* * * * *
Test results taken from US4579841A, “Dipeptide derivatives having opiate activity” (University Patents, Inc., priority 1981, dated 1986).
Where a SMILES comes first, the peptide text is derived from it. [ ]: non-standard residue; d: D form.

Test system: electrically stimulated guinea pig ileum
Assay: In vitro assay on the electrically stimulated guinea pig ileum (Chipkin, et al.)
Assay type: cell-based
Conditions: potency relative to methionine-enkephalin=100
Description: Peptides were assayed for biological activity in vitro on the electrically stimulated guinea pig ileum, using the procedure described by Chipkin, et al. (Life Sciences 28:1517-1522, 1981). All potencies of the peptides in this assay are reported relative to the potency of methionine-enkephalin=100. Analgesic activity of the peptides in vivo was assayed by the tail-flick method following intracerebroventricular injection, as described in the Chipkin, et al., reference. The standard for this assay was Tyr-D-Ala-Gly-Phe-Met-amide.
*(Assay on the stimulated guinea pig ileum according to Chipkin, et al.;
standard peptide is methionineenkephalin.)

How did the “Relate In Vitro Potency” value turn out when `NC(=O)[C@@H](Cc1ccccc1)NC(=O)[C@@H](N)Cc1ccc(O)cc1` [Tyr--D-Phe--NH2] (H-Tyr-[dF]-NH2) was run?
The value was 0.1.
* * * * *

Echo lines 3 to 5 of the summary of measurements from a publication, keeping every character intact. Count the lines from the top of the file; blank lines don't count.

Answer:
Test system: electrically stimulated guinea pig ileum
Assay: In vitro assay on the electrically stimulated guinea pig ileum (Chipkin, et al.)
Assay type: cell-based